Certain clubs inspired particular religious fervour, like the Hacienda in Manchester, or Danny Rampling’s Shoom in Southwark. Collin writes: ‘One Shoomer gave away all his possessions and the following weekend was seen running naked down the Portobello Road. Others came to believe that there were supernatural forces of Good and Evil battling for the soul of the city…A few, lost in Shoom, convinced themselves that Danny Rampling was some kind of messiah: the master of the dance, the orchestrator of emotions.’

But there was one big difference between the Summer of Love and the charismatic Christian Revival. When people come down from the emotional high of the Charismatic revival, those who needed something more intellectually sound could find some support in the Bible, or social support in community groups, or a sense of civic purpose in social action. There was precious little philosophy beneath the Summer of Love, except for the music, and the chemicals.

And, as Alexander Shulgin noted, E follows the law of diminishing returns. The first times are incredible, the intensest surge of dopamine your nervous system has ever felt. The next few times are also great, but the body soon becomes accustomed to the drug. So clubbers searched for a way to get back to that peak experience, with cocktails of LSD, amphetamine, ketamine, cocaine, mushrooms, freebase. The collective euphoria of the dancefloor turned darker, uglier. People lost it, ended up in mental homes. Others ‘found solace in religion, joining the Jehovah’s Witnesses, the Hare Krishnas, getting involved with Bahgwan Shree Rajneesh or other New Age cults.’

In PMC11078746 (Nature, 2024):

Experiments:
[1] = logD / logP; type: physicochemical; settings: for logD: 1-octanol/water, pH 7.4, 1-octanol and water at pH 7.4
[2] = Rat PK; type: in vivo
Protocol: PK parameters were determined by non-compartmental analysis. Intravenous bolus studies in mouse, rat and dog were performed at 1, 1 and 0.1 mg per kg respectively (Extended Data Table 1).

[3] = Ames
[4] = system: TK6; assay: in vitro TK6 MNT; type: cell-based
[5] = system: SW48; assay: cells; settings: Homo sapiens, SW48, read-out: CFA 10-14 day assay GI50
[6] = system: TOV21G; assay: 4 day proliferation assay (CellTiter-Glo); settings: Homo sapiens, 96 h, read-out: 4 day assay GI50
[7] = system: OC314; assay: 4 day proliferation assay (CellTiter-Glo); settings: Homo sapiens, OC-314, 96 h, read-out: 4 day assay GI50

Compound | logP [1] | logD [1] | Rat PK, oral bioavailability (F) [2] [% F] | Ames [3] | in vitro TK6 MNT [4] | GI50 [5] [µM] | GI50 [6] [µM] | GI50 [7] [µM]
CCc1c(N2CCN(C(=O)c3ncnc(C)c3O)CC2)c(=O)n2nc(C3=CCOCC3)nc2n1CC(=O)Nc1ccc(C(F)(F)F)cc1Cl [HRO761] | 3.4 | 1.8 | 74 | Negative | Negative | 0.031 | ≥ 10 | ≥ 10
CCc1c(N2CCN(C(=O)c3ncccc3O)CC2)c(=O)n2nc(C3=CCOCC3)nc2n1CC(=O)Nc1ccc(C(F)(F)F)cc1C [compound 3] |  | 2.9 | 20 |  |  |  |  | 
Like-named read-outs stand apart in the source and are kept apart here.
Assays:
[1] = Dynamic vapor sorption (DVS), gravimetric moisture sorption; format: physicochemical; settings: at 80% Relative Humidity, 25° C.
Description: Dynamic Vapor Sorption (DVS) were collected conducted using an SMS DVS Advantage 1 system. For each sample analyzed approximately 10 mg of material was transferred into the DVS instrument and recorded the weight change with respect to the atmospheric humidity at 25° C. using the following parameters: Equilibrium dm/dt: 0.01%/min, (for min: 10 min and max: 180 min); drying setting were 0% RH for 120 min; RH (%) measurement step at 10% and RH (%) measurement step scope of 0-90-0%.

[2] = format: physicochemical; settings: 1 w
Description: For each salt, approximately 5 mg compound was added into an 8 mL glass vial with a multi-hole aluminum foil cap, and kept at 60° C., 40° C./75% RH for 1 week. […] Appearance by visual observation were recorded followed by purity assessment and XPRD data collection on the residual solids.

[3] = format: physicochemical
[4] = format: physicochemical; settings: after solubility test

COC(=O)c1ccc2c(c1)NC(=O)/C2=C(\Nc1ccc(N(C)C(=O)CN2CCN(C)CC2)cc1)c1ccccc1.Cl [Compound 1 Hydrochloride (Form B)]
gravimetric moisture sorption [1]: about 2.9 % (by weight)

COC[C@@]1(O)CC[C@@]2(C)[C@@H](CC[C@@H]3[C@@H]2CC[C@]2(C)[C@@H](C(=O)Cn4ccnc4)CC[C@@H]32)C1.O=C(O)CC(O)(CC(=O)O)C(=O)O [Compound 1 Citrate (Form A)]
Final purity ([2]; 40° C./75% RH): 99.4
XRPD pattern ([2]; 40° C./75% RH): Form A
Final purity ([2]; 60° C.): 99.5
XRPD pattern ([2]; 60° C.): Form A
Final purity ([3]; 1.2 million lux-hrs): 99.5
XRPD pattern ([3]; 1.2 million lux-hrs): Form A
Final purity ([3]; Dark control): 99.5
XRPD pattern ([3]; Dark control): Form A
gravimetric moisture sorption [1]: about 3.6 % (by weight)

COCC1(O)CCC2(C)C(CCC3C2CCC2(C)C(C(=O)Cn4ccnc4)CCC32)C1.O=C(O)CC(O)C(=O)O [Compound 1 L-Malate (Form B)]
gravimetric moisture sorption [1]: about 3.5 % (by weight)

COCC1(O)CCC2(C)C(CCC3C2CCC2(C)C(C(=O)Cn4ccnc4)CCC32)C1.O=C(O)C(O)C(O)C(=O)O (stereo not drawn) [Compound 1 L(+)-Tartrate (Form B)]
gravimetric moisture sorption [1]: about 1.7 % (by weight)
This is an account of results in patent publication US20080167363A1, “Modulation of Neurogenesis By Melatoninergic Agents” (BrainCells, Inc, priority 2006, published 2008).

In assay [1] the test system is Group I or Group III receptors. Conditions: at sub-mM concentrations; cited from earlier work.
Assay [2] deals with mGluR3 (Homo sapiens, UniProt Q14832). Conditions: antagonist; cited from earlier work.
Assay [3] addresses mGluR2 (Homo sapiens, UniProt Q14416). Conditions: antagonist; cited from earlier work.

Many found solace in entrepreneurialism, making money from the business of secular collective ecstasy. In this, perhaps, rave culture is also akin to the mega-churches of the charismatic Christian revival. Except that, in the club scene, the business was rapidly taken over by criminal gangs, including some of the old football firms who’d by now come down from their initial high and realised they didn’t love everyone. From Sunrise raves in London to the Hacienda in Manchester, criminal gangs moved in, brandishing shotguns and machetes, giving club entrepreneurs the stark choice of either cutting them in, or being cut out. The country’s seemingly limitless demand for E and other drugs made fortunes for criminal networks, and it was this, Collin suggests, that inevitably provoked the Establishment into trying to control acid house.

The Jilted Generation

The Thatcher and Major governments’ various attempts at controlling and legislating the movement were clumsy, none more so than the Criminal Justice Bill of 1994, which outlawed ‘the emission of a succession of repetitive beats’ in outdoor ‘raves’. Collin notes: ‘Although other youth movements had inspired legal changes, never before, despite years of post-war moral panics about the activities of teddy boys, mods, hippies and punks, had a government considered young people’s music so subversive as to attempt to prohibit it.’